Moe Brooker: Paintings

June 16 – July 20, 1990
June Kelly Gallery, New York

There is a joyful exuberance that pulses through the paintings of Moe Brooker. Colors flash grins, and lines break into a two-step in his distinctive urban visions. An artist nourished by his life in the city, Brooker is like the visually hungry protagonist in a poem by Edna St. Vincent Millay, who “feeds on food the fat of heart despise.” The occasional silvered fields and collage-like format of his current work was initially inspired by his sight, after a long absence from Philadelphia, of the city’s abandoned brownstones. The windows of these rowhouses were sealed with tin, their facades papered with peeling handbills and pockmarked with graffiti.

Brooker begins his thinking process with small-scale drawings and collages. Although aspects of these warming-up exercises occasionally make their way into the larger canvases, the artist primarily relies on an instinctive process for his paintings. To Brooker, “spontaneity is an impulse, it’s about making choices and making decisions.” As a piano player, Brooker enjoys comparing his artistic discovery process with striking a chord — though one may be familiar with individual notes, when they’re heard as a chord, there’s always a surprise.

There is a playful, figurative cast to the artist’s favored shapes, which can read “head,” “torso,” or “leg” one minute or present themselves as abstract color containers the next. To Brooker, line is also a shape. A savvy ringmaster who uses his body language as a whip, Brooker exhorts his linear elements to coil, spike, bounce and sashay across the canvas. A kinetic energy radiates from his calligraphic loops as they prance through subtle color changes or are rhythmically marked by perpendicular streaks. Showers of bright confetti, sassy stars, and an occasional heart push the more formal compositions towards a mood of jubilation.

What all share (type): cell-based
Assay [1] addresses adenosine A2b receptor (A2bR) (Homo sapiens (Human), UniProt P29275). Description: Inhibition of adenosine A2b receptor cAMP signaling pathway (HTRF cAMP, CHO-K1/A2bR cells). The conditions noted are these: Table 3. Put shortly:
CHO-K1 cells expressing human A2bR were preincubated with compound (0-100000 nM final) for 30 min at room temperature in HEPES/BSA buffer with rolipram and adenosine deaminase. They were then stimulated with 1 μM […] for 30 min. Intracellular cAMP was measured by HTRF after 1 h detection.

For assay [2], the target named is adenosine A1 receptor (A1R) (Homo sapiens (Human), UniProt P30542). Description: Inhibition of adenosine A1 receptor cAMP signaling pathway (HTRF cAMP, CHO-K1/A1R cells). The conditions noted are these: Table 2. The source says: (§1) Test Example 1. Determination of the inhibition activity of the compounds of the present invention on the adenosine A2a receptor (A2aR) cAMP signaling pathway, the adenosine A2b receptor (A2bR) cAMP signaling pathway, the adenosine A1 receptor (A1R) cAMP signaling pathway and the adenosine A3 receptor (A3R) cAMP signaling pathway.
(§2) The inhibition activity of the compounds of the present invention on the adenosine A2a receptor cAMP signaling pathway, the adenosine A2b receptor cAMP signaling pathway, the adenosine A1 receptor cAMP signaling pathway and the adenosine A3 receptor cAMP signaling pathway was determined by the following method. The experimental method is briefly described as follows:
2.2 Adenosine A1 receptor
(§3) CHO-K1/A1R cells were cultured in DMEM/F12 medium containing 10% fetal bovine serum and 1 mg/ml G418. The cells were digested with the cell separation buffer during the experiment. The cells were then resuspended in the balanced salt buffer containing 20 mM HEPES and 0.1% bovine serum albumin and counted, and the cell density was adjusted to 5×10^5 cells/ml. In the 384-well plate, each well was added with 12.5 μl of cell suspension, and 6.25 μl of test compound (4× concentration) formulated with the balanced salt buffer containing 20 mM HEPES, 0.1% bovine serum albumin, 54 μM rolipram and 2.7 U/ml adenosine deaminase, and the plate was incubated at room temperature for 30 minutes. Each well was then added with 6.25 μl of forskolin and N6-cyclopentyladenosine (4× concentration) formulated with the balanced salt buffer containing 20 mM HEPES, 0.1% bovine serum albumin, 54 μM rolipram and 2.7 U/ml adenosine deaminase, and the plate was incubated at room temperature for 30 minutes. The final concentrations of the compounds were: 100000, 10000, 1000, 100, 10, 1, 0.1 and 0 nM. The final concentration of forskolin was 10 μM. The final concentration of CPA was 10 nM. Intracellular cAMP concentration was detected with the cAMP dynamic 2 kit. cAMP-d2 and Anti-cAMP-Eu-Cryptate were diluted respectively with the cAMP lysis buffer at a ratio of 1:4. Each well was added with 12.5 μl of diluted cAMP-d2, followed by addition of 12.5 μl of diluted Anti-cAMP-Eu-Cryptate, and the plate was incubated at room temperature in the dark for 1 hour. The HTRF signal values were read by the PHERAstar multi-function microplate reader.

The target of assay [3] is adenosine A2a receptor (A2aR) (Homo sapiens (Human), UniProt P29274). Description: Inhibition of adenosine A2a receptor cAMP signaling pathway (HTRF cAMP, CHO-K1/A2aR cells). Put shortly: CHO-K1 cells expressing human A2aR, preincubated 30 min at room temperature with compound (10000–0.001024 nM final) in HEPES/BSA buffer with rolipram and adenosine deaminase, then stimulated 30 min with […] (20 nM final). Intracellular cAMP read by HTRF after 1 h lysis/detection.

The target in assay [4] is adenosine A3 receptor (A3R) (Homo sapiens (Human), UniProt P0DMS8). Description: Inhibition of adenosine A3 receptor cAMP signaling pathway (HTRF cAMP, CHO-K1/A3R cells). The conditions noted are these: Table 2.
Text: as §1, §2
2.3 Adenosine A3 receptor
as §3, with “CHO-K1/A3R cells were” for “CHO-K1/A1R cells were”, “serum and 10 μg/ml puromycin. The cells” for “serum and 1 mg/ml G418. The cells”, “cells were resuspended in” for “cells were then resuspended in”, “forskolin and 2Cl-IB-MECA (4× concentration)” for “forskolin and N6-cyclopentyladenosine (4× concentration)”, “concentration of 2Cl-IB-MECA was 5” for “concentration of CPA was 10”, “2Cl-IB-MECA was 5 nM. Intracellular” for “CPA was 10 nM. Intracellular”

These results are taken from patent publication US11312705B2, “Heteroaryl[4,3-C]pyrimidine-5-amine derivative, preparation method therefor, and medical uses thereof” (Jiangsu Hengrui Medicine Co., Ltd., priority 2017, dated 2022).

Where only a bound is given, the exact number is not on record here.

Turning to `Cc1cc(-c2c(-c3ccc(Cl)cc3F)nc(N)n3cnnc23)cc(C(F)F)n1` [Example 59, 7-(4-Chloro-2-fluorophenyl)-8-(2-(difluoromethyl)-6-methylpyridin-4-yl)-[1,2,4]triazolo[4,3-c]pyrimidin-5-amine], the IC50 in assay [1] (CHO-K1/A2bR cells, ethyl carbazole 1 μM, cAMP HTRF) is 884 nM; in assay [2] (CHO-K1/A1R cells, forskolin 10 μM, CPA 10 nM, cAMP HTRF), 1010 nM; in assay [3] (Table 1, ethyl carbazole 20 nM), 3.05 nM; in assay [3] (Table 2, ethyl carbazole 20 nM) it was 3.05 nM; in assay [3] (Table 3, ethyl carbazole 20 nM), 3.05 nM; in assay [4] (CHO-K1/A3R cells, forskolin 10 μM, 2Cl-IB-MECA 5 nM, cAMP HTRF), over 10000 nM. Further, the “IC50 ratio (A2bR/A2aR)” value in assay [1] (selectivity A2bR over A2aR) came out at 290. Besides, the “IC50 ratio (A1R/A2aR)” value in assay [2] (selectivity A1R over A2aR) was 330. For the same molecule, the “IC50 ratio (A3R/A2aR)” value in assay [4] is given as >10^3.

Brooker switched from pastels to oils a decade ago, and he has astutely extracted a wide range of effects from this traditional medium. In search of luminous tonalities, Brooker devised a method of layering color over color, so that a given patch of orange, for example, may have been over-painted five times, with different hues for some of the undercoats. A special characteristic of Brooker’s canvases is his use of black as a field, a practice he took with him from working with pastels. He may have three different blacks in a work, manipulating their visual temperature by deft underpainting.

A child of the city, Brooker’s first drawings were made with chalk on asphalt. In his current work he retains their ghostly accent and gestural signature by using white oil stick. To have traveled from the impermanence of the street to the posterity of museums is a marvelous journey, and Brooker, delighting in his humanity, signs his works as Bach did — “TTGG,” to the glory of God.

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